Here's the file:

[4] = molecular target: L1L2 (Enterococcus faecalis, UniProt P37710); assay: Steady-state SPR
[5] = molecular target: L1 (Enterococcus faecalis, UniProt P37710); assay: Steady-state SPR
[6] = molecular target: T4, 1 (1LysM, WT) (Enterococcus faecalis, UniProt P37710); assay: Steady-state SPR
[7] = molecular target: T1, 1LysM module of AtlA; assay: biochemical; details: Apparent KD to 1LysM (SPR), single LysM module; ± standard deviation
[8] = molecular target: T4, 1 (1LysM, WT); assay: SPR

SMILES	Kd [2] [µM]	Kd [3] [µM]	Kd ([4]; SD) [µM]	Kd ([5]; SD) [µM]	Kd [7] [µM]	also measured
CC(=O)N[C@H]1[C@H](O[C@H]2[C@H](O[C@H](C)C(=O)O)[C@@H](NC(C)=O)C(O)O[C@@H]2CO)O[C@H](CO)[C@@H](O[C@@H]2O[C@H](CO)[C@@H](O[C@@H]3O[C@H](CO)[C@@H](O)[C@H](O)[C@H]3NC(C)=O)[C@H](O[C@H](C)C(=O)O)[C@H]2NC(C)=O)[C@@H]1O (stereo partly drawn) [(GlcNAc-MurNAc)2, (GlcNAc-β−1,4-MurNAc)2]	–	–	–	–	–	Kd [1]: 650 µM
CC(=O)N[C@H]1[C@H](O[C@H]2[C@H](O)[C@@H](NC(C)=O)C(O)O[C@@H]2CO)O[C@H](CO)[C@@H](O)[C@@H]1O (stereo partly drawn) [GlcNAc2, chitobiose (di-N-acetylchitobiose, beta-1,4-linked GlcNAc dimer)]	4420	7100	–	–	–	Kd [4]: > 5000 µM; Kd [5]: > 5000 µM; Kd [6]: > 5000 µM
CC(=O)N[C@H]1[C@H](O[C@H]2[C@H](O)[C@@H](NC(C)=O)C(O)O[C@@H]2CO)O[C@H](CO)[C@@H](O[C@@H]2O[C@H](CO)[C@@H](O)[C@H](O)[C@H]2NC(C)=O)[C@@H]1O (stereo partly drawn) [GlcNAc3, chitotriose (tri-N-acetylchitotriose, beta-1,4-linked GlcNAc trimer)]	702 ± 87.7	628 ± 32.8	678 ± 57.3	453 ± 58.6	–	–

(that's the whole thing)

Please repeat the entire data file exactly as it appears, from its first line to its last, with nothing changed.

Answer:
[4] = molecular target: L1L2 (Enterococcus faecalis, UniProt P37710); assay: Steady-state SPR
[5] = molecular target: L1 (Enterococcus faecalis, UniProt P37710); assay: Steady-state SPR
[6] = molecular target: T4, 1 (1LysM, WT) (Enterococcus faecalis, UniProt P37710); assay: Steady-state SPR
[7] = molecular target: T1, 1LysM module of AtlA; assay: biochemical; details: Apparent KD to 1LysM (SPR), single LysM module; ± standard deviation
[8] = molecular target: T4, 1 (1LysM, WT); assay: SPR

SMILES	Kd [2] [µM]	Kd [3] [µM]	Kd ([4]; SD) [µM]	Kd ([5]; SD) [µM]	Kd [7] [µM]	also measured
CC(=O)N[C@H]1[C@H](O[C@H]2[C@H](O[C@H](C)C(=O)O)[C@@H](NC(C)=O)C(O)O[C@@H]2CO)O[C@H](CO)[C@@H](O[C@@H]2O[C@H](CO)[C@@H](O[C@@H]3O[C@H](CO)[C@@H](O)[C@H](O)[C@H]3NC(C)=O)[C@H](O[C@H](C)C(=O)O)[C@H]2NC(C)=O)[C@@H]1O (stereo partly drawn) [(GlcNAc-MurNAc)2, (GlcNAc-β−1,4-MurNAc)2]	–	–	–	–	–	Kd [1]: 650 µM
CC(=O)N[C@H]1[C@H](O[C@H]2[C@H](O)[C@@H](NC(C)=O)C(O)O[C@@H]2CO)O[C@H](CO)[C@@H](O)[C@@H]1O (stereo partly drawn) [GlcNAc2, chitobiose (di-N-acetylchitobiose, beta-1,4-linked GlcNAc dimer)]	4420	7100	–	–	–	Kd [4]: > 5000 µM; Kd [5]: > 5000 µM; Kd [6]: > 5000 µM
CC(=O)N[C@H]1[C@H](O[C@H]2[C@H](O)[C@@H](NC(C)=O)C(O)O[C@@H]2CO)O[C@H](CO)[C@@H](O[C@@H]2O[C@H](CO)[C@@H](O)[C@H](O)[C@H]2NC(C)=O)[C@@H]1O (stereo partly drawn) [GlcNAc3, chitotriose (tri-N-acetylchitotriose, beta-1,4-linked GlcNAc trimer)]	702 ± 87.7	628 ± 32.8	678 ± 57.3	453 ± 58.6	–	–